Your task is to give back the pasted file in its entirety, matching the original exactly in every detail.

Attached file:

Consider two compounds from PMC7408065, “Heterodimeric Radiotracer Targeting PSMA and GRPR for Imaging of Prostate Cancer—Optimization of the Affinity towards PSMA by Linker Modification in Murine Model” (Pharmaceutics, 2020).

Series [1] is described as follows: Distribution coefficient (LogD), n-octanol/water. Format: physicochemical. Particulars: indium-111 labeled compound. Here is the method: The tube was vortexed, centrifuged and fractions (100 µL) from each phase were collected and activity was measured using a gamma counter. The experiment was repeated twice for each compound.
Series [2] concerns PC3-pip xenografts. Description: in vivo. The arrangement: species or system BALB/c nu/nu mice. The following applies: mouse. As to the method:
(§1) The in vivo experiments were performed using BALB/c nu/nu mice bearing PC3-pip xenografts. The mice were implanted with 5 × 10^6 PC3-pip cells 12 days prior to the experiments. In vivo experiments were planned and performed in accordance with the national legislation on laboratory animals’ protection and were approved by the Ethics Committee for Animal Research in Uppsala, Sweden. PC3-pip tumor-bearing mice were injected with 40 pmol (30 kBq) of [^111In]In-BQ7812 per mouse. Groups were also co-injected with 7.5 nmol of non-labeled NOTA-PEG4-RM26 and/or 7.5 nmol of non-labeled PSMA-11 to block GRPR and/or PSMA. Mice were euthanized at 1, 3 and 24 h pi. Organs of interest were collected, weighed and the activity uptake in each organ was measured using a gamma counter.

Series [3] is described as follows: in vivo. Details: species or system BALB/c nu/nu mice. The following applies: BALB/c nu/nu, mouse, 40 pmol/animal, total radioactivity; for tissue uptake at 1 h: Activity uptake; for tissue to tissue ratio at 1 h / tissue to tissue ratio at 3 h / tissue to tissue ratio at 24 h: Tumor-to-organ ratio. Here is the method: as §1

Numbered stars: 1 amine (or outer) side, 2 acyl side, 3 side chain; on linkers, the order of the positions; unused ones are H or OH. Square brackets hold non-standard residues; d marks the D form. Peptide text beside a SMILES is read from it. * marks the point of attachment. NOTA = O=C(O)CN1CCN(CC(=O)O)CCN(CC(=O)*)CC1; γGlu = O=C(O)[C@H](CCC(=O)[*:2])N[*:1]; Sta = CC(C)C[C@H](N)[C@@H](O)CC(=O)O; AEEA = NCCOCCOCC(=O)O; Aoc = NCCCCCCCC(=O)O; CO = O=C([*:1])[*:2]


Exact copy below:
Consider two compounds from PMC7408065, “Heterodimeric Radiotracer Targeting PSMA and GRPR for Imaging of Prostate Cancer—Optimization of the Affinity towards PSMA by Linker Modification in Murine Model” (Pharmaceutics, 2020).

Series [1] is described as follows: Distribution coefficient (LogD), n-octanol/water. Format: physicochemical. Particulars: indium-111 labeled compound. Here is the method: The tube was vortexed, centrifuged and fractions (100 µL) from each phase were collected and activity was measured using a gamma counter. The experiment was repeated twice for each compound.
Series [2] concerns PC3-pip xenografts. Description: in vivo. The arrangement: species or system BALB/c nu/nu mice. The following applies: mouse. As to the method:
(§1) The in vivo experiments were performed using BALB/c nu/nu mice bearing PC3-pip xenografts. The mice were implanted with 5 × 10^6 PC3-pip cells 12 days prior to the experiments. In vivo experiments were planned and performed in accordance with the national legislation on laboratory animals’ protection and were approved by the Ethics Committee for Animal Research in Uppsala, Sweden. PC3-pip tumor-bearing mice were injected with 40 pmol (30 kBq) of [^111In]In-BQ7812 per mouse. Groups were also co-injected with 7.5 nmol of non-labeled NOTA-PEG4-RM26 and/or 7.5 nmol of non-labeled PSMA-11 to block GRPR and/or PSMA. Mice were euthanized at 1, 3 and 24 h pi. Organs of interest were collected, weighed and the activity uptake in each organ was measured using a gamma counter.

Series [3] is described as follows: in vivo. Details: species or system BALB/c nu/nu mice. The following applies: BALB/c nu/nu, mouse, 40 pmol/animal, total radioactivity; for tissue uptake at 1 h: Activity uptake; for tissue to tissue ratio at 1 h / tissue to tissue ratio at 3 h / tissue to tissue ratio at 24 h: Tumor-to-organ ratio. Here is the method: as §1

Numbered stars: 1 amine (or outer) side, 2 acyl side, 3 side chain; on linkers, the order of the positions; unused ones are H or OH. Square brackets hold non-standard residues; d marks the D form. Peptide text beside a SMILES is read from it. * marks the point of attachment. NOTA = O=C(O)CN1CCN(CC(=O)O)CCN(CC(=O)*)CC1; γGlu = O=C(O)[C@H](CCC(=O)[*:2])N[*:1]; Sta = CC(C)C[C@H](N)[C@@H](O)CC(=O)O; AEEA = NCCOCCOCC(=O)O; Aoc = NCCCCCCCC(=O)O; CO = O=C([*:1])[*:2]